Alibaba is using VR to make shopping more interactive. The e-commerce giant has launched Buy+, which enabled users to choose apparel and accessories via a 360-degree panoramic view with help from a robotic shopping assistant.
Still in beta, Buy+ lets users browse products from bags to shoes to lingerie and call for virtual models to showcase the apparel and accessories on a catwalk. Shoppers can then cycle through additional features with more product detail and add an item to their shopping cart or buy it.
Developed by Alibaba Group’s new VR/AR research unit Gnome Magic Lab, the VR Buy+ technology debuted at Taobao Maker Festival at Shanghai World Expo Exhibition and Convention Center, according to a press release.
“VR technology will help customers have a vivid experience,” said Zhao Haiping, an engineer at GnomeMagic Lab,” in AllChinaTech.com “In the near future, customers could be experiencing shopping on Fifth Avenue in New York while sitting at home.”
Zhuang Zhuoran, mobile technology director Alibaba cautioned that specific business strategies are still TBD as an initial market for VR and AR is yet to be developed in China, reports South China Morning Post (owned by Alibaba). “The industry needs time more time to mature,” said Zhuoran.
“Mobile Taobao succeeded after smart phones matured,” noted Chris Tung, Alibaba CMO. “Likewise, when leading VR device makers are all here, it’s our time.”
Major e-commerce players are leveraging the latest tech such as eBay’s partnership with Australia’s Myer department store in May, with the goal of building the first VR store on the planet.
But for consumers, it remains a nascent market until hardware costs and perfecting of the shopping experience are realized.
For example, Xu Jing, a 25-year-old visitor to the Taobao Maker Festival, said in SCMP, “I would love to have a try in a demonstration shop, but I don’t think I will spend so much just to experience a new form of shopping at home… unless they can design the model in my own shape and show how a piece of clothing, say a bra, fits me.”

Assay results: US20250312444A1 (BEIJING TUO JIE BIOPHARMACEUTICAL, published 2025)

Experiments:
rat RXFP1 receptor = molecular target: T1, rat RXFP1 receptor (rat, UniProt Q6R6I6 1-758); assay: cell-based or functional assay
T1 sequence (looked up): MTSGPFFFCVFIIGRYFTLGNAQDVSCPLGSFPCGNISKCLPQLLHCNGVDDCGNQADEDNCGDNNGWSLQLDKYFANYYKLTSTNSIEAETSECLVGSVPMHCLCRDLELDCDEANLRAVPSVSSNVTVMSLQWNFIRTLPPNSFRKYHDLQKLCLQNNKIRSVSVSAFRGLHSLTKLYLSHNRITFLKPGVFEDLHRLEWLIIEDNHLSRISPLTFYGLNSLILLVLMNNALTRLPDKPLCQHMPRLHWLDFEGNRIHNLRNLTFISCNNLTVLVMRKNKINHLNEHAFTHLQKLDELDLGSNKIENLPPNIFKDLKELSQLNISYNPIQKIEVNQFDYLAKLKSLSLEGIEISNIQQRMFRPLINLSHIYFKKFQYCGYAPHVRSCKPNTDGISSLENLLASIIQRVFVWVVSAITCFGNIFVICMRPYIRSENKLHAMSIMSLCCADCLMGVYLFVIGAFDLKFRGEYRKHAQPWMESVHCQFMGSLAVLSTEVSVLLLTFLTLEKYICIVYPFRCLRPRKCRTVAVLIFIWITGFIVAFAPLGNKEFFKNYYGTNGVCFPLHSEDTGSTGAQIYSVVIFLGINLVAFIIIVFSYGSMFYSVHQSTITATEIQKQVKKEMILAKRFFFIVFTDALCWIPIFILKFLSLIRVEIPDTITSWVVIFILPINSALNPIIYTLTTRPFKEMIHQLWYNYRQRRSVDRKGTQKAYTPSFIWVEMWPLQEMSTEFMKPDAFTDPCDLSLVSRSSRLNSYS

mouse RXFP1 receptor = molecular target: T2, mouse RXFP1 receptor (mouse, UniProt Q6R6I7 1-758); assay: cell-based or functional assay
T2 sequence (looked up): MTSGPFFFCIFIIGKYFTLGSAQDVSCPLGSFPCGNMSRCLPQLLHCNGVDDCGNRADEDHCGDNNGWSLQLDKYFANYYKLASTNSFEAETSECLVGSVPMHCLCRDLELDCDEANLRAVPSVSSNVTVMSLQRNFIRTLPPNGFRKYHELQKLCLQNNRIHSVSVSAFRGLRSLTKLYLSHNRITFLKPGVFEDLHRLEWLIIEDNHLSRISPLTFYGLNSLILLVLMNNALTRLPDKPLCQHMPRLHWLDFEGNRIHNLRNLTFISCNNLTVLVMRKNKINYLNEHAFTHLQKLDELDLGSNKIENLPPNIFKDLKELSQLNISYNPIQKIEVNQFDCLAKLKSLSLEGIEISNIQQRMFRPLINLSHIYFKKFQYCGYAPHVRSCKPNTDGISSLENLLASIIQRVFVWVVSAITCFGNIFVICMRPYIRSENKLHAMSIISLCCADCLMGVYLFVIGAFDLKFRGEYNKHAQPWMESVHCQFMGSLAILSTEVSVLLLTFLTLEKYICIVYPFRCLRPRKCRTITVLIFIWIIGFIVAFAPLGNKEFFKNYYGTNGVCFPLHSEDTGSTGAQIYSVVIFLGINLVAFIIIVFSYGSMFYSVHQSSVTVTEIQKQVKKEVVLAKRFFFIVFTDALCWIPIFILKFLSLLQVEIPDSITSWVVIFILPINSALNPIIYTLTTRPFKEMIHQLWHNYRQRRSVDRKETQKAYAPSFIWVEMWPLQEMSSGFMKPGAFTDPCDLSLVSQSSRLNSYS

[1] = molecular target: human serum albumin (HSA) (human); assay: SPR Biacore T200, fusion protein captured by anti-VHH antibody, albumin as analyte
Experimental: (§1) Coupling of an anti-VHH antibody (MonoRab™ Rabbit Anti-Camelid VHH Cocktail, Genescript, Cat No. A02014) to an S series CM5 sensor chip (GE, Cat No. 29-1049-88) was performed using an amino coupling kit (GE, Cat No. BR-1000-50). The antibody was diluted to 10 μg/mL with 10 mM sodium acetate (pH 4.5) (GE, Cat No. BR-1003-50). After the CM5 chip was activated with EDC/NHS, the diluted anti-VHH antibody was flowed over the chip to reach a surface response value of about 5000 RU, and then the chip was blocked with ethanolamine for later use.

To own the headset Taobao used for Buy+, Jing would have to spend about 7,000 yuan ($1,050).
Alibaba said that at this point the VR technology represents “imagination of the future,” rather than any immediate benefit from m-commerce. At present, there are about 100 kinds of VR devices are available in the Chinese market, mostly low-end and similar to Google’s Cardboard.
“As users continue to engage with the platform in more meaningful ways, we are fostering next-generation consumption features, such as virtual reality, to transcend the overall user experience,” said Tung.
Alibaba’s GnomeMagic Lab has several hundred product models for Buy+ and is working on standardized tools for brands and merchants that sell on Taobao to build their own 3D inventories, anticipating the day when businesses can set up VR stores quickly and easily—like a web page.
Goldman Sachs estimates the global VR and AR market will reach $110 billion by 2020. Alibaba, billed as “the world’s leading platform for global trade,” just upped the ante to include virtual worlds as well.